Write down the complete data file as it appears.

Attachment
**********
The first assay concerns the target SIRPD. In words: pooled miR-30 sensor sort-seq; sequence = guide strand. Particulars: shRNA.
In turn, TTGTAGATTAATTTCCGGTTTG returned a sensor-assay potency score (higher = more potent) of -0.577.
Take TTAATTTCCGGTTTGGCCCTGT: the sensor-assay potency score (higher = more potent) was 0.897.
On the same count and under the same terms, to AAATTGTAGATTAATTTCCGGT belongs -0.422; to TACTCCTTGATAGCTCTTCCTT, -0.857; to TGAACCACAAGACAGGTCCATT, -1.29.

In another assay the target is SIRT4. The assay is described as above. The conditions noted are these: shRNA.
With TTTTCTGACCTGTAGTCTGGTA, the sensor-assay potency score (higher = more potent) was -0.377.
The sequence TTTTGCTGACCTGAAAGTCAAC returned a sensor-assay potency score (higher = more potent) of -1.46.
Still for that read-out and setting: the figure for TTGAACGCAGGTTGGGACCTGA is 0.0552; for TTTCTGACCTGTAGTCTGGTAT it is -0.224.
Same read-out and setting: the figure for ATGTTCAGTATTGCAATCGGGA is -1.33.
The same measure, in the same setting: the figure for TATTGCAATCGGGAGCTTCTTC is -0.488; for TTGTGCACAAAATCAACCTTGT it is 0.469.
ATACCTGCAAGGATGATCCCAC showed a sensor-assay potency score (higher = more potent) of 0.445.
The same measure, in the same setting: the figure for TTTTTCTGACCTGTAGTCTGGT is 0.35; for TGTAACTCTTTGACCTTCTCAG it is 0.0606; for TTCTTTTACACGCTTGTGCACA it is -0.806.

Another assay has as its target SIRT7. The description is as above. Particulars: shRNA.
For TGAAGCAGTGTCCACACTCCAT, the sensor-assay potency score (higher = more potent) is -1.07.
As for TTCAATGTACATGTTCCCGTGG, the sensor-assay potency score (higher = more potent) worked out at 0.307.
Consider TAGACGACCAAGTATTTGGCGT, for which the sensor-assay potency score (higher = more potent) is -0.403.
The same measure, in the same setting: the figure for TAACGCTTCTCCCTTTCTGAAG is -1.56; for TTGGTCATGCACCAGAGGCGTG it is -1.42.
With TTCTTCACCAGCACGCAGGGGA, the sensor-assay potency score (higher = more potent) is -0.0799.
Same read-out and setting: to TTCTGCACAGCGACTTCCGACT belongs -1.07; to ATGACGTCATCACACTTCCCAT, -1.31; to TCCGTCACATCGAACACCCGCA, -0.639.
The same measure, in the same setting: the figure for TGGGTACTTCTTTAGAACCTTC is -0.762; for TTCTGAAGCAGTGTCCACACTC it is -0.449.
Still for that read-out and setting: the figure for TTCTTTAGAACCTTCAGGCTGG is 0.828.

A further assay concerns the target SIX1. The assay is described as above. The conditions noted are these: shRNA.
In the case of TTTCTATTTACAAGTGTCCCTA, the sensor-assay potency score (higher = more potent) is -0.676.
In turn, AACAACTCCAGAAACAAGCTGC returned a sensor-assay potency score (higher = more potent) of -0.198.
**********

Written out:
The first assay concerns the target SIRPD. In words: pooled miR-30 sensor sort-seq; sequence = guide strand. Particulars: shRNA.
In turn, TTGTAGATTAATTTCCGGTTTG returned a sensor-assay potency score (higher = more potent) of -0.577.
Take TTAATTTCCGGTTTGGCCCTGT: the sensor-assay potency score (higher = more potent) was 0.897.
On the same count and under the same terms, to AAATTGTAGATTAATTTCCGGT belongs -0.422; to TACTCCTTGATAGCTCTTCCTT, -0.857; to TGAACCACAAGACAGGTCCATT, -1.29.

In another assay the target is SIRT4. The assay is described as above. The conditions noted are these: shRNA.
With TTTTCTGACCTGTAGTCTGGTA, the sensor-assay potency score (higher = more potent) was -0.377.
The sequence TTTTGCTGACCTGAAAGTCAAC returned a sensor-assay potency score (higher = more potent) of -1.46.
Still for that read-out and setting: the figure for TTGAACGCAGGTTGGGACCTGA is 0.0552; for TTTCTGACCTGTAGTCTGGTAT it is -0.224.
Same read-out and setting: the figure for ATGTTCAGTATTGCAATCGGGA is -1.33.
The same measure, in the same setting: the figure for TATTGCAATCGGGAGCTTCTTC is -0.488; for TTGTGCACAAAATCAACCTTGT it is 0.469.
ATACCTGCAAGGATGATCCCAC showed a sensor-assay potency score (higher = more potent) of 0.445.
The same measure, in the same setting: the figure for TTTTTCTGACCTGTAGTCTGGT is 0.35; for TGTAACTCTTTGACCTTCTCAG it is 0.0606; for TTCTTTTACACGCTTGTGCACA it is -0.806.

Another assay has as its target SIRT7. The description is as above. Particulars: shRNA.
For TGAAGCAGTGTCCACACTCCAT, the sensor-assay potency score (higher = more potent) is -1.07.
As for TTCAATGTACATGTTCCCGTGG, the sensor-assay potency score (higher = more potent) worked out at 0.307.
Consider TAGACGACCAAGTATTTGGCGT, for which the sensor-assay potency score (higher = more potent) is -0.403.
The same measure, in the same setting: the figure for TAACGCTTCTCCCTTTCTGAAG is -1.56; for TTGGTCATGCACCAGAGGCGTG it is -1.42.
With TTCTTCACCAGCACGCAGGGGA, the sensor-assay potency score (higher = more potent) is -0.0799.
Same read-out and setting: to TTCTGCACAGCGACTTCCGACT belongs -1.07; to ATGACGTCATCACACTTCCCAT, -1.31; to TCCGTCACATCGAACACCCGCA, -0.639.
The same measure, in the same setting: the figure for TGGGTACTTCTTTAGAACCTTC is -0.762; for TTCTGAAGCAGTGTCCACACTC it is -0.449.
Still for that read-out and setting: the figure for TTCTTTAGAACCTTCAGGCTGG is 0.828.

A further assay concerns the target SIX1. The assay is described as above. The conditions noted are these: shRNA.
In the case of TTTCTATTTACAAGTGTCCCTA, the sensor-assay potency score (higher = more potent) is -0.676.
In turn, AACAACTCCAGAAACAAGCTGC returned a sensor-assay potency score (higher = more potent) of -0.198.